Gardenerella Vaginalis And Candida Albicans Pathogens Causing Vagonosis/Vaginitis, Possible Causes Of Acute Diffuse Purulent Peritonitis
E Okune, K Velikova, E Graghijeva
gardnerella vaginalis, metronidazole, vaginitisvaginosis diffuse purulent peritonitis
E Okune, K Velikova, E Graghijeva. Gardenerella Vaginalis And Candida Albicans Pathogens Causing Vagonosis/Vaginitis, Possible Causes Of Acute Diffuse Purulent Peritonitis. The Internet Journal of Infectious Diseases. 2007 Volume 6 Number 2.
Although there are reports on infection of pelvic peritonitis due to pathogens causing vaginosis/vaginitis, little has been reported on diffuse purulent peritonitis due to Gardnerella vaginalis, an anaerobic bacteria, one of the major causative pathogen in vaginitis/vaginosis. This is a classic case of vaginitis/vaginosis caused by G. vaginalis and Candida albicans not treated initially, which resulted in diffuse purulent peritonitis, but treatment was almost perfect, with a fast remission of the disease in a 23 years old patient.
A 23 years old female was admitted in the gynaecological department for severe lower abdominal pain, supposed to be due to pelvic peritonitis at 7:30 in the morning hours. Although she gave a history of an earlier epigastric pain two-three days ago, the hypogastric region was more tender at the time of admission. The patient was clinically stable, with a blood pressure of 120/80, Pulse 100, breathing rate 22u/min. She had no fever initially, there was no vomiting too, she had even taken some food by mouth before midday.
History revealed that she had a spontaneous abortion on the 8th week of her first pregnancy, that was about a month earlier before she was admitted. After the spontaneous abortion, she had reported to one of the private clinics in the area where she lived, and received an intravenous fluid only, without further treatments. On examination, the lower abdomen was very tender, but she refused a per vaginam examination, though she allowed the gynecologist to take swab for culture, who however, noticed plenty of thick milky-cheesy like substance with a foul odour discharge from the vagina. She admitted noticing that discharge since after that abortion, but could not say if the problem had been there before pregnancy. Swab of the discharge was then obtained for culture.
The initial diagnosis was then: Status post spontaneous abortion, vaginosis/vaginitis? Pelvic peritonitis. Acute appendicitis?
As time passed by, the abdominal pain became worse, more severe, involving all parts of the abdominal cavity. The consulting surgeon of the hospital was summoned at about 12pm. Indeed, a severe abdominal pain, with the abdomen distended, diffusely tender with rebound tenderness sign and a positive Blumberg's sign, and muscular guarding. There was a weak bowel sound of the intestine, but was still flatus. At this time she had fever noted at 39ºC. Her tongue was coated, the eyes somewhat sunken, the blood pressure was 132/72, pulse rate 110u/min, respiratory rate 26u/min. An order was given to stop food by mouth, an IVF 3000ml, containing (1500ml 5% NDS and Ringer 1500ml) An empirical antibiotic therapy was begun, including Ceftriaxone 2x per 1.0g iv, Metronidazole 3x per 500mg iv, Omeprazole 1x 40mg iv, Pethidine 25mg iv/3-4hrs, Diclofenac 3x per 50mg i.m.
Urinary out put was not collected because the patient refused to accept the installation of a urinary catheter initially. The patient was told about her condition and the need for an emergency surgery due to the possibility of a perforated appendix from inflammation and a consequent acute generalized peritonitis.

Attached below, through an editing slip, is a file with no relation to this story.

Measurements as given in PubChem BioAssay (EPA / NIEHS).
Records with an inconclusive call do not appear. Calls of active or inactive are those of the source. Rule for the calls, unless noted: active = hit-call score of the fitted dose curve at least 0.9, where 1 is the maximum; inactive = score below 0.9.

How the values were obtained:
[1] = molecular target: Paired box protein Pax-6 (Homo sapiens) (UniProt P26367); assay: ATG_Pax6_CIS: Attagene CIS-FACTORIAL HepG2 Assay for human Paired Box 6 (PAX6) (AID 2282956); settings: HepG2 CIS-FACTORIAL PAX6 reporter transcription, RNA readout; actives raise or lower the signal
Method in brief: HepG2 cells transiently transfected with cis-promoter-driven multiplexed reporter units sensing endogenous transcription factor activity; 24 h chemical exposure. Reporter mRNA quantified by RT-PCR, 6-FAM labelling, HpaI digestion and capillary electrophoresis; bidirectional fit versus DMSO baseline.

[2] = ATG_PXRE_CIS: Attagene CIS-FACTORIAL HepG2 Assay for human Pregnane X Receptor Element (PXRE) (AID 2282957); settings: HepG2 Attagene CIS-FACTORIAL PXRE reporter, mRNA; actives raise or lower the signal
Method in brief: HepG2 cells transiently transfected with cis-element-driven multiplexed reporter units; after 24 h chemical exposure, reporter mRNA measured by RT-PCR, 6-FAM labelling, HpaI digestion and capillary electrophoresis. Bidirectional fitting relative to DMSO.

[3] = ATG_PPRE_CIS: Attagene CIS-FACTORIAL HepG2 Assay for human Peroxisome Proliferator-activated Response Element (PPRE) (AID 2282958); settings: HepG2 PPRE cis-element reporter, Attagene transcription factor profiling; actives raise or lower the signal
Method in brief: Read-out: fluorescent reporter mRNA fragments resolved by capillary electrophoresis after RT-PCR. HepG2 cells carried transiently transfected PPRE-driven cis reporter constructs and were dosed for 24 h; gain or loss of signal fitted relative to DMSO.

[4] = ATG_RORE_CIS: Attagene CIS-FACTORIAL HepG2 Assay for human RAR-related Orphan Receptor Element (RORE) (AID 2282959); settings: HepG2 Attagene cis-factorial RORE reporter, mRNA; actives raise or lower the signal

The patient was counseled and persuaded to sign a consent for the said operation, but she refused. At 16.15pm. her clinical status was fast deteriorating, but she still refused to succumb to operation. In fact, there was a lot of confusion caused more so by her family members, arguing that, that was not the case, and that we wanted to lure them into unnecessary cost.(well in this part of the world such arguments exist amongst family members, relatives, friends and patients).
It was after much persuasion from the staff members that the patient agreed to sign for an operation, that was at about 18.30pm. However, before the operation, the patient had wished for a small incision and even opted for a cosmetic one. The surgeon agreed to her demands and promised to do his best so that she would have a “nice scar”
The operation was begun at 19.15pm, under a general anesthesia, with a McBurney's incision, (Gridiron). A laparotomy was performed. It was observed that there was plenty of purulent fluid, cloudy, of an average viscosity about 1.5 to 2 litres, no odour, all the intestines were reddened, hyperemic including the gonads, but the small intestine seemed more inflamed. An appendectomy was performed, though with no signs of perforations, and doubts about the origin of the pus, the incision was extended using the Pfannansteil's modification, and of course bearing in mind the wish or demand of the patient for a “cosmetic incision for a nice scar”.
The uterus and the ovaries were checked, the uterus in particular if there was an infiltration or perforations, which could have been the result of a criminal abortion eventually, but none was found. The organs however were acutely inflamed. There were no perforations of the hollow viscerals but the small intestines were hyperemic, and bleeding easily on manipulation. The fluid from the abdominal cavity was collected in a sterile tube, about 5ml and sent to the laboratory for culture. The pussy fluid was suctioned, and the abdominal cavity was lavaged, irrigated several times with a warm 0,9% saline solution until a clear fluid was obtained. Metronidazole solution, 100ml, 500mg was poured into the abdominal cavity. A drainage tube, size 32 was installed and left in the cavity of Douglas (A closed drainage), and through a separate stab wound. The wound was closed in layers, with peritonisation first, a PDS II nr. 0 was used for fascia suture in a continuous fashion. A sterile packing and wound dressing was accomplished and the appendix sent for a histopathological investigation.